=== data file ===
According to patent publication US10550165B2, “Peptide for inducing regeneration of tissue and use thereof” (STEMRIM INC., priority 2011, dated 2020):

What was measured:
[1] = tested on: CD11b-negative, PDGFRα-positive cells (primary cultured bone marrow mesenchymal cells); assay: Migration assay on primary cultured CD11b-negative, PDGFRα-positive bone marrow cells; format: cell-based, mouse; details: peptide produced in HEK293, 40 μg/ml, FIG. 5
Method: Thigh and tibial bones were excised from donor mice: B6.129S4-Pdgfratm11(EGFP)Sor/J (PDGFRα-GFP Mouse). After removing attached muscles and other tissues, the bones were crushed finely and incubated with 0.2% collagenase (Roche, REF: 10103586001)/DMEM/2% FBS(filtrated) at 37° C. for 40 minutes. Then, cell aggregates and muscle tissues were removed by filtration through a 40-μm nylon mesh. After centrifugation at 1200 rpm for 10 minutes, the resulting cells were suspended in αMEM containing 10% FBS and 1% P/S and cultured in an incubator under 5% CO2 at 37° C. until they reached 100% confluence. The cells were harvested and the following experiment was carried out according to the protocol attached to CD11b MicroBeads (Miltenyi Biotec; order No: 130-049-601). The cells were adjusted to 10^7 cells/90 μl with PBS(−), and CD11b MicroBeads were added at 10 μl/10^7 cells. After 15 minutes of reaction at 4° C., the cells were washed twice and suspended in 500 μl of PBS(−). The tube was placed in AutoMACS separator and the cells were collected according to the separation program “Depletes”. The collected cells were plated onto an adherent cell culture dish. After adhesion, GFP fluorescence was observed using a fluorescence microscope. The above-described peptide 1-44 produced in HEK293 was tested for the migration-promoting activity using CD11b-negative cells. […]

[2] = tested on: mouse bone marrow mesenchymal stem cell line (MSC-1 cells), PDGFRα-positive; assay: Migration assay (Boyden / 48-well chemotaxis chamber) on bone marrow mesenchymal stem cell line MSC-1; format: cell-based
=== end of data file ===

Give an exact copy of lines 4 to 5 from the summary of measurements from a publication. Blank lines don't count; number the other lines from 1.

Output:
Method: Thigh and tibial bones were excised from donor mice: B6.129S4-Pdgfratm11(EGFP)Sor/J (PDGFRα-GFP Mouse). After removing attached muscles and other tissues, the bones were crushed finely and incubated with 0.2% collagenase (Roche, REF: 10103586001)/DMEM/2% FBS(filtrated) at 37° C. for 40 minutes. Then, cell aggregates and muscle tissues were removed by filtration through a 40-μm nylon mesh. After centrifugation at 1200 rpm for 10 minutes, the resulting cells were suspended in αMEM containing 10% FBS and 1% P/S and cultured in an incubator under 5% CO2 at 37° C. until they reached 100% confluence. The cells were harvested and the following experiment was carried out according to the protocol attached to CD11b MicroBeads (Miltenyi Biotec; order No: 130-049-601). The cells were adjusted to 10^7 cells/90 μl with PBS(−), and CD11b MicroBeads were added at 10 μl/10^7 cells. After 15 minutes of reaction at 4° C., the cells were washed twice and suspended in 500 μl of PBS(−). The tube was placed in AutoMACS separator and the cells were collected according to the separation program “Depletes”. The collected cells were plated onto an adherent cell culture dish. After adhesion, GFP fluorescence was observed using a fluorescence microscope. The above-described peptide 1-44 produced in HEK293 was tested for the migration-promoting activity using CD11b-negative cells. […]

[2] = tested on: mouse bone marrow mesenchymal stem cell line (MSC-1 cells), PDGFRα-positive; assay: Migration assay (Boyden / 48-well chemotaxis chamber) on bone marrow mesenchymal stem cell line MSC-1; format: cell-based